Jalandhara bandha is an interlock tucking chin into chest to elongate the back of the neck. This is particularly useful in inversions like headstand and shoulder stand, which can place stress on the neck if it is not properly elongated. This interlock can also include opening the chest and sternum in many cases to allow for great lung expansion when inhaling.
The sanskrit meaning of the word is enlightening: Jala means web, or net and dhara means contracting. So the contraction of the chin towards the chest lengthens the posterior (rear) neck muscles to elongate the back of the neck and highest portion of the spine. The neck muscles truly are an interweaving web to allow for the massive amount of rotation and movement that our heads are capable of.
By tucking the chin to chest, you allow the spine to grow longer, creating more room for breath capacity (the spine is intricately linked to respiration). This is why the jalandhara bandha is used often in breathing exercises. Lengthening the rear neck muscles also creates more space for blood flow and nerve connections to the brain and skull. The arteries and veins that run along the neck muscles are extremely important; they transport oxygenated blood to the brain. This is why headstands and shoulderstands are so beneficial; they reverse this bloodflow and while the jalandhara bandha is locked allows for the nervous system to reverse it’s usually flow against gravity. The lymph system also receives enormous benefit from being inverted for an appropriate period of time.
There are also some essential organs that are compressed during the interlocks. The thyroid gland get compressed during the lock, which can create more space for functioning of the organ. The lymph system is also greatly affected by the interlock, because compressing the lymphs will also create more room for the flow of lymphatic fluid. The physical benefits of the interlock are undeniable.
You can see the muscles of the neck in more detail and how the interlock is truly a contraction of a web of muscles surrounding the Hyoid bone. We’ll talk more about the hyoid bone in the next article, part 4: Jiva bandha. You will also notice a release in the shoulders when practicing the interlock, because of the relationship between the neck and the shoulders. You can see the trapezius muscle extends all the way to the back of the skull and that lengthening this in combination with the serno-cleido-mastoideus muscle. Muscularly, the contraction is extremely important for headstands! You should not be practicing balancing on your head without this interlock! It will lead to neck pain and possible injury. Headstand, according the yoga alliance statistics, is the pose where people get injured the most often in the United States. This is probably a result of not knowing how to fully extend the neck using the jalandhara bandha interlock. If you want to start learning about the lock without a chance of injuring yourself, start in shoulderstand. Lengthen your neck as much as possible and then practice building the strength necessary for headstand in rabbit pose (sasankasana).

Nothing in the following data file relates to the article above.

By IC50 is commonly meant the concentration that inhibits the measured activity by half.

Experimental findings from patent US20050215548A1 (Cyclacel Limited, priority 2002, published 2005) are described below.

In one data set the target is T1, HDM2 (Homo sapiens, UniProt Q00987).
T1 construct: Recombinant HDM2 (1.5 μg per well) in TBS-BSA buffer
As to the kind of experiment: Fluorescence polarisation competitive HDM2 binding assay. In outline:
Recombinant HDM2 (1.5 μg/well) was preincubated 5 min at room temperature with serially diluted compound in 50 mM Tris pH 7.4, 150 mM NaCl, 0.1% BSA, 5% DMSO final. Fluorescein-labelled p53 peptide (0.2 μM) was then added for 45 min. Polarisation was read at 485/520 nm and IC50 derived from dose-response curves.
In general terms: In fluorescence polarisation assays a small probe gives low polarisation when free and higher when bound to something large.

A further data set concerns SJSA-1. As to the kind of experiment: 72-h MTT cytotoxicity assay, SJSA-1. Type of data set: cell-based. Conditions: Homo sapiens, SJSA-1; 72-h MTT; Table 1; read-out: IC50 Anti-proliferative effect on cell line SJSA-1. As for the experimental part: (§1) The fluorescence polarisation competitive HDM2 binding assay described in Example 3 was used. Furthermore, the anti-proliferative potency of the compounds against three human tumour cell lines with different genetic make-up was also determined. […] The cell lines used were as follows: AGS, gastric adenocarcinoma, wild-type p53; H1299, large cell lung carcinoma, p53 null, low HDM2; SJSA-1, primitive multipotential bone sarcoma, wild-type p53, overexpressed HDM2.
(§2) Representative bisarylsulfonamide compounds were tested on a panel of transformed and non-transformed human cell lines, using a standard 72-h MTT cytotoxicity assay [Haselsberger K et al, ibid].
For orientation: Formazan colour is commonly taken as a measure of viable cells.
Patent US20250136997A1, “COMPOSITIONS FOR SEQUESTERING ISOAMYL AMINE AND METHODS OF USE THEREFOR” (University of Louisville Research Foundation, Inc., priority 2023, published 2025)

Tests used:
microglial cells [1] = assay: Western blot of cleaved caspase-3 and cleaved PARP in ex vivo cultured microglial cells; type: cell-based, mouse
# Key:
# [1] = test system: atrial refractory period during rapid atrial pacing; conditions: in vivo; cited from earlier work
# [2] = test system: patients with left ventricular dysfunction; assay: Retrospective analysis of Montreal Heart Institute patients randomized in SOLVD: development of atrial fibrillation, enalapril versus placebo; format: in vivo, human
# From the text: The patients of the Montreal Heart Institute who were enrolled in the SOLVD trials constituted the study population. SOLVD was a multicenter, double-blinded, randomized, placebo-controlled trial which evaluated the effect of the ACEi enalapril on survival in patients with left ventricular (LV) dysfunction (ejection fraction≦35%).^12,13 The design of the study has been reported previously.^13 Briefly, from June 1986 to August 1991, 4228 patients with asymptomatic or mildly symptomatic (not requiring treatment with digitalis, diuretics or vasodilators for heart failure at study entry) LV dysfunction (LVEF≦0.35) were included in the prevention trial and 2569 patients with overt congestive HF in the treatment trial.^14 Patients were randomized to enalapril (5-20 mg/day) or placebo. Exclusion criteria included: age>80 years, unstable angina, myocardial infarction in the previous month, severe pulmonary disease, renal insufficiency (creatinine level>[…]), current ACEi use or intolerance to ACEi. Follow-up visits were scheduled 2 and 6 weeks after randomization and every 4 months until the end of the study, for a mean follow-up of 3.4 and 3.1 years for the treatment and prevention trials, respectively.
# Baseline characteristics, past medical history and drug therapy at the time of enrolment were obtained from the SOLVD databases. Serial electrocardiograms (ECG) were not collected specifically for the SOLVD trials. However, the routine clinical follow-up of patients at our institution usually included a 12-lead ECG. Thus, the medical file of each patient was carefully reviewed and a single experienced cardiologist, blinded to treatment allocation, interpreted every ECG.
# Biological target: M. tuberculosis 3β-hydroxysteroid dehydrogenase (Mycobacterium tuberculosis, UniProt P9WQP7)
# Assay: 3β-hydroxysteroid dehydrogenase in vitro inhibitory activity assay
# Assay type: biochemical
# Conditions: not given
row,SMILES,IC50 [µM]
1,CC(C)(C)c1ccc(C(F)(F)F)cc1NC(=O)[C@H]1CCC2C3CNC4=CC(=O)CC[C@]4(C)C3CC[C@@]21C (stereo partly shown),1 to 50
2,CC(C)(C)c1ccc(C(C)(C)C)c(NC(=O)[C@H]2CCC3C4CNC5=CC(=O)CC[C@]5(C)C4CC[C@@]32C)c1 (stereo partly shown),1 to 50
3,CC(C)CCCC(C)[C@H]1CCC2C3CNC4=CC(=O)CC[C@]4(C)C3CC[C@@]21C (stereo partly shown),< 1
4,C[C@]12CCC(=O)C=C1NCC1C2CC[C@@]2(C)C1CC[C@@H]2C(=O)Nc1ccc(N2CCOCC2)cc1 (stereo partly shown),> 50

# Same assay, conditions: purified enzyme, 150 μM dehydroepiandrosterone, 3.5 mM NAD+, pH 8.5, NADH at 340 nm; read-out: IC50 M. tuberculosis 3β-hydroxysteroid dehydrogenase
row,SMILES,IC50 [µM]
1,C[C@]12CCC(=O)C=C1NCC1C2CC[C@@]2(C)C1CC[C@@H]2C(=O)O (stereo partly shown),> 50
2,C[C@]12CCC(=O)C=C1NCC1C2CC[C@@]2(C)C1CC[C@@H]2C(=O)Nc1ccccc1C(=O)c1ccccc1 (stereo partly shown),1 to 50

Here is Leslie Karminoff’s depiction of shoulderstand, this is a great way to work on the bandha. I highly recommend checking out his work at Bandha Yoga.
Compress chin to chest during meditation at the end of exhales. You can retain the lock for an inhale as well, notice the increased space on your inhale. Combine this with the uddiyana bandha and mula bandha and then notice how much space there is. This is a full lengthening of the spine through muscular contractions and muscular interlocks, which is extremely useful for creating space for breath, and life force energy.
Stay tuned for the final piece of the puzzle of the bandhas, the Jiva bandha. Used in conjunction, these interlocks will change the way you practice. Stay tuned for part 4, talk to you soon…